Surface Treatment: Calmness through art

IMAS exhibit aims to pacify fear, anxiety among gallery-goers

In these emotionally turbulent times, “Compulsory Measures” at the International Museum of Art & Science wants to lure us into a state of calm through its art.

News sources, social media, and rampant consumerism has triggered excessive anxiety across most demographics, and artists — and sensitive to the zeitgeist of their time, they have been channeling quite a bit of fear and anxiety into their art over the past few years.

Eight artists in “Compulsory Measures” want to offer a contemplative slowing down. Their works speak of quiet obsessive-compulsive measures, although some still leak pressing issues facing civilization today. More than thirty artworks of varying mediums offer a total experience.

This exhibition was inspired by an academic southeastern art panel discussing “Obsessive Compulsive Disorder vs Organized Chaos Delivers” co-chaired by two of the participating artists. The works in this show reflect that theme with complex pattern repetition and obsessive investigation of materials.

At first glance, this exhibition in the Cardenas Gallery seems slow due to its theme; works that speak more of control through obsessive repetition are grouped near the entrance and invite leisurely perusal. A series of four small paintings by Reni Gower repeat equally scaled circular shapes upon grids comprised of narrow rectangles; its dynamics involve vivid non-repetitive color combinations.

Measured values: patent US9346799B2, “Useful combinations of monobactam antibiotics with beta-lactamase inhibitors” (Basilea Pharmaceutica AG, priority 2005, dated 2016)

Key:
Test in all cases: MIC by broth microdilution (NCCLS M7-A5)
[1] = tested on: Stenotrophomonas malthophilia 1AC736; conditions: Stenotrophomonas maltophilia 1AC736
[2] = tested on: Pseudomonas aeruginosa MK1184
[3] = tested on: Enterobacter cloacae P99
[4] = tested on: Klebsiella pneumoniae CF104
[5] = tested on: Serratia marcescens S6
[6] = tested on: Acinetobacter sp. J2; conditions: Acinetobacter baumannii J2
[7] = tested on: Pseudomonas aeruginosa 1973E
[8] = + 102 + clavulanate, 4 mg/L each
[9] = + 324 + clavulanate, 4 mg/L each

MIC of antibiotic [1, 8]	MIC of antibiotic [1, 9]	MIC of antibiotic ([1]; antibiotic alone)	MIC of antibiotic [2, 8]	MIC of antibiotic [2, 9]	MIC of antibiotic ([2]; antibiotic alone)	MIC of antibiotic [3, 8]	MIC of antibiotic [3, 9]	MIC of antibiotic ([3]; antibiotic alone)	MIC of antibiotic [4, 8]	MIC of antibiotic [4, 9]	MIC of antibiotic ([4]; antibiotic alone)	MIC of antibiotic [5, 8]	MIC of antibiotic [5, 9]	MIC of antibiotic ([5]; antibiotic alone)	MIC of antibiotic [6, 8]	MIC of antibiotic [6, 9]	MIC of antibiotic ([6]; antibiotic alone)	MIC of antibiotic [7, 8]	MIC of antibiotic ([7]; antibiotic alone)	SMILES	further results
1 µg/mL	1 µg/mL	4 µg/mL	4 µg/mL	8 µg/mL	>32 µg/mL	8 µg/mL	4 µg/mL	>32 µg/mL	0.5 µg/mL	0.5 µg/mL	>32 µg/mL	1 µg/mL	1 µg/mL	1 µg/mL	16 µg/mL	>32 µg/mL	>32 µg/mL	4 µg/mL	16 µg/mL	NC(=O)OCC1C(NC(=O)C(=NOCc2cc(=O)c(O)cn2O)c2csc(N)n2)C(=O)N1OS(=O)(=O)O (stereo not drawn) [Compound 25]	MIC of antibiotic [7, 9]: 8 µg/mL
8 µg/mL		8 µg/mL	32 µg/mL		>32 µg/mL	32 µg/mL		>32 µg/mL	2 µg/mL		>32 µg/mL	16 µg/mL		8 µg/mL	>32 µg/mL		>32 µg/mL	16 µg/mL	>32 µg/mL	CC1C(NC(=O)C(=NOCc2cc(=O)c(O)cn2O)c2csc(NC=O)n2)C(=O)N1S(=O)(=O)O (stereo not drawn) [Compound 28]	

These paintings can quickly focus the agitated mind.

Nearby, Joan Elliott’s four panels offer a more tightly controlled geometry. Her mandala-like images act as radiant structures. Some are still and contemplative, others subtly pulsate with kaleidoscopic energy, as in “Canyon.” Many of her paintings provide an organic base by beginning with landscape imagery, then her designs intertwine, create pathways, and capture shapes that recede, float, or compress space, presenting a continuous rhythm.

Jennifer Printz’s small horizontal drawings are meditations with the sky; somber hues of clouds, dark shapes, and sky are superimposed or reconnected to create new realities.

Other works leave the comfort of this purely meditative state. The larger works of Kristy Deetz and Al Denyer vacillate between the normal and the maybe not.

“I create illusions that confuse space and subject,” stated Denyer.

Her complex linear drawing “Terrain ll,” evokes an uneasy questioning of what it might mean. From a distance it could be a pattern on a rock, but close up, is it a city map used to trace the unimaginable?

“Reciprocity of the Fold” by Deetz also suggests a chaotic duality — wrinkled fabric shares a surface with a paradigm of order, traces of creased folds. The drawings of Steven Pearson initially appear to relate to the semi-controlled dichotomies of Deetz and Denyer, but although his drawings contain controlled and seemingly uncontrolled elements, Pearson demonstrates the fine line between anxiety and terror with clear messaging, as in the drawing, “He Said Surprise and Then He Started Shooting”. His social

reference pushes us firmly over that edge.

Stating that “My works are metaphorical maps of change, perishing, and memory”, the compositional contrasts in Tanja Softic’s paintings on paper emit a strangely wistful foreboding.

There is reassurance in her repetitions, but the images speak of hopelessness. The dark abstract shape in “Future of Secrets” floats against a space, full of lines and tones, that feels empty. On the unrestricted foreground, precisely drawn pouringbowls slowly spill their contents; there is no stopping this inevitable flow. And the drawing, “Gathered from Available Data” tells us that there is nowhere to hide from technology.

“Compulsory Measures” is a thought-provoking exhibition with a general appeal. The visual power to both calm and quietly disturb fuels this exhibition.

Nancy Moyer, Professor Emerita of Art, UTRGV, is an art critic for The Monitor. She may be reached at nmoyer@rgv.rr.com.